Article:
"(Pedro) was a really nice kid," Serrano said. "If you have 500 (people) coming to (his) wake, that speaks for him and for his family."
Serrano also expressed a sentiment shared by many of Calderon's friends, that you "cannot construe from one arrest a criminal record."
Meanwhile back at Palo Alto City Hall, a regional Special Weapons and Tactic (SWAT) team from Mountain View was on alert in case the protest got out of hand.
Lt. Dennis Burns, who heads up Palo Alto's SWAT team, said the police department had information that 400 to 500 protestors were expected.
"We didn't know to what extent they'd be friendly or hostile," he said.
However, shortly before the marchers arrived at City Hall, the SWAT team gathered up their gear and left the scene.
As the group marched up University Avenue chanting "we want justice," drivers honked their cars horns in a show of support. When the group reached Palo Alto City Hall at 5:40 p.m. they marched around the plaza and shouted, "We want answers."
While the protesters chanted and held their signs above their heads, the parents and family of Pedro Calderon stood a silent vigil in front of City Hall.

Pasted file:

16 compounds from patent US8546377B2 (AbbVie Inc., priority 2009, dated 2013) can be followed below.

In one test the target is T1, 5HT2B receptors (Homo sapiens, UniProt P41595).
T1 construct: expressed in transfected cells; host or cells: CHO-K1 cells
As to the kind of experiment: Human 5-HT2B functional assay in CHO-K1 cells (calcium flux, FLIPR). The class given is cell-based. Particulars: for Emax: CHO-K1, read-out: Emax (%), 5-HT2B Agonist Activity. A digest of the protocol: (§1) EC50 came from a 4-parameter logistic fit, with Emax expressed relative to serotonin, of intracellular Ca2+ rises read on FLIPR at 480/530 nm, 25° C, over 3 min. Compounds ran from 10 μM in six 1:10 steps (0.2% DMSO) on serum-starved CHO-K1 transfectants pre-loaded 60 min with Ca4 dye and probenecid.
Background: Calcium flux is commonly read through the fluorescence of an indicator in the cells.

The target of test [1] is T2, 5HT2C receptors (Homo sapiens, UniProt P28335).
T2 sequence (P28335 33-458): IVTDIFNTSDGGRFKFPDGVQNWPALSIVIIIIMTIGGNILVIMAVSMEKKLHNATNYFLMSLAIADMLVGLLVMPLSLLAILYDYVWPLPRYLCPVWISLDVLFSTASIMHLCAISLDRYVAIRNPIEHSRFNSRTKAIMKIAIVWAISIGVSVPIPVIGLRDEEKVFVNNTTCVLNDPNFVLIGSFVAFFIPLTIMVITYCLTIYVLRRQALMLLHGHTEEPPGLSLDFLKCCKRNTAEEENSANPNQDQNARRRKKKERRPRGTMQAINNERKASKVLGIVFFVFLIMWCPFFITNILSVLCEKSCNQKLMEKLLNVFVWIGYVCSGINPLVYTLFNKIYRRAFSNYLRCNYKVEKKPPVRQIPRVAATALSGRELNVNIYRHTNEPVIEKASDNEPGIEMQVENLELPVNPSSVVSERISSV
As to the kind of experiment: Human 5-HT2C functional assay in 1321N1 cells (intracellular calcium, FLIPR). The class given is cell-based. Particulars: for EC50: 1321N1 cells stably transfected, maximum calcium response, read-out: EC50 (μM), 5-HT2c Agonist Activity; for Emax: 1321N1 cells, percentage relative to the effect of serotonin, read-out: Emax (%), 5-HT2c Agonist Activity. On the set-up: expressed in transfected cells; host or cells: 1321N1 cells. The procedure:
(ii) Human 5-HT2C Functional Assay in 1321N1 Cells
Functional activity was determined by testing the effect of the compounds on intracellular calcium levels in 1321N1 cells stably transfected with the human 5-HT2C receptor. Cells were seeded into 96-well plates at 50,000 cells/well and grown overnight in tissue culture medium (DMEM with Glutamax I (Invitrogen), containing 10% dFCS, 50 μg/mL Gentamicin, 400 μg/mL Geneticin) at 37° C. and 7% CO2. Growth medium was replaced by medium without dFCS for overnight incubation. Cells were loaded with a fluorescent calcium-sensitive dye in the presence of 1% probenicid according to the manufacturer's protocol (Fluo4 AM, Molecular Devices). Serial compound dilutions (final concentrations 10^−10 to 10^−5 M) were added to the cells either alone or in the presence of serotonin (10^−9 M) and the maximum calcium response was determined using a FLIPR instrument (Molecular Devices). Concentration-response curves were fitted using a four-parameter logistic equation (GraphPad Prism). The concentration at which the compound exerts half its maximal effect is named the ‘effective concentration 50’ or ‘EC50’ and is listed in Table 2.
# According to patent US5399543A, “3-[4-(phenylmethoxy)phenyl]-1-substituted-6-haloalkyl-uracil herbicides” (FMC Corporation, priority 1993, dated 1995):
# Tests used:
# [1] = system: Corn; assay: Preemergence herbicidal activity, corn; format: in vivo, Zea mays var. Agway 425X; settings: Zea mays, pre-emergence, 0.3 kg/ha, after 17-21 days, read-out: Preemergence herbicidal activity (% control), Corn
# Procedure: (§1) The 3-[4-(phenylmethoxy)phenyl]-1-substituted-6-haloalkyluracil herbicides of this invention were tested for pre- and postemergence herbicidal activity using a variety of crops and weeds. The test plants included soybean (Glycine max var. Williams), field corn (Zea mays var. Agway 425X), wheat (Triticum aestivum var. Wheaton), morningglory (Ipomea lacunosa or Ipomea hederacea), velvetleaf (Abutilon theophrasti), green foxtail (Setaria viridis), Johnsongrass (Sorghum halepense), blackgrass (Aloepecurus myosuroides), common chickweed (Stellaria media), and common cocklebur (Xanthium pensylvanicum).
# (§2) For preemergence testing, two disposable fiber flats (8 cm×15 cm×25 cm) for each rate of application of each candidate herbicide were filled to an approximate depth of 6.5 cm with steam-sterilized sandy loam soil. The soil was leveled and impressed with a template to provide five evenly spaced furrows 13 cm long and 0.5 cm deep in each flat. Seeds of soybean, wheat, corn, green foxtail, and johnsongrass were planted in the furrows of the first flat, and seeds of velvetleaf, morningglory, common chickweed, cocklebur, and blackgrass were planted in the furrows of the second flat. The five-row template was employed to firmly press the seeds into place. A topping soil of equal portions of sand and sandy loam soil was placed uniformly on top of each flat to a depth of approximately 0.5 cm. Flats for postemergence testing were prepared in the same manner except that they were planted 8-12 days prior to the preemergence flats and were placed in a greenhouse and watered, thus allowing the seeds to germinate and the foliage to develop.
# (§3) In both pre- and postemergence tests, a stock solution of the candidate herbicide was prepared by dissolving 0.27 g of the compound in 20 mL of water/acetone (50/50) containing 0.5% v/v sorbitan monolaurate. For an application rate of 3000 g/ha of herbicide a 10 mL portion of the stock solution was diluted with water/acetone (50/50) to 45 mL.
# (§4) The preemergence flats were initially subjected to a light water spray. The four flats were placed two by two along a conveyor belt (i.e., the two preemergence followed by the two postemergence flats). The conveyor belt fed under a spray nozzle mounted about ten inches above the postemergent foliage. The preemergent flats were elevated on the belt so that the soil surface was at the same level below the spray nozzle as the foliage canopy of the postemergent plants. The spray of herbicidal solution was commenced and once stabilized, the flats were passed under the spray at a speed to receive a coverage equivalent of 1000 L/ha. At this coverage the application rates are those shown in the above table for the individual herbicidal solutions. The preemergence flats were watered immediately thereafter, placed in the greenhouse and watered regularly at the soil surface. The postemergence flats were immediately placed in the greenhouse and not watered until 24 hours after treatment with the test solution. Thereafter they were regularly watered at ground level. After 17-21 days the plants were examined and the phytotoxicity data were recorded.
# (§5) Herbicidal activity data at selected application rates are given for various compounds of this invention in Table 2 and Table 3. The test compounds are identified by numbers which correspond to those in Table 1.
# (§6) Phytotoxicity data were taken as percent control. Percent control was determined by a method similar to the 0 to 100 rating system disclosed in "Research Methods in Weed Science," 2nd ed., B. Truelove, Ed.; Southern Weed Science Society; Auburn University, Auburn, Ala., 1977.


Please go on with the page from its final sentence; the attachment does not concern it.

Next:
Palo Alto Police Chief Pat Dwyer broke the department's silence and issued a statement Thursday about the shooting.
He said police are aware of the Calderon family's concerns, "as well as the broader community," about the incident. "We are also aware of our responsibility to be accountable to the community we serve and to communicate in an open and timely manner.
"We would like our community to remember, however, that complex investigations of incidents like this take time and must be conducted in a timely manner consistent with the law and sound investigative practices. It is inappropriate, and potentially harmful, to make speculative responses before all the facts are known."
Dwyer said the criminal investigation of the shooting is being done by the detective division of the Santa Clara County Sheriff's Department. This investigation will be presented to the Santa Clara County District Attorney's Office and the county Grand Jury for independent review.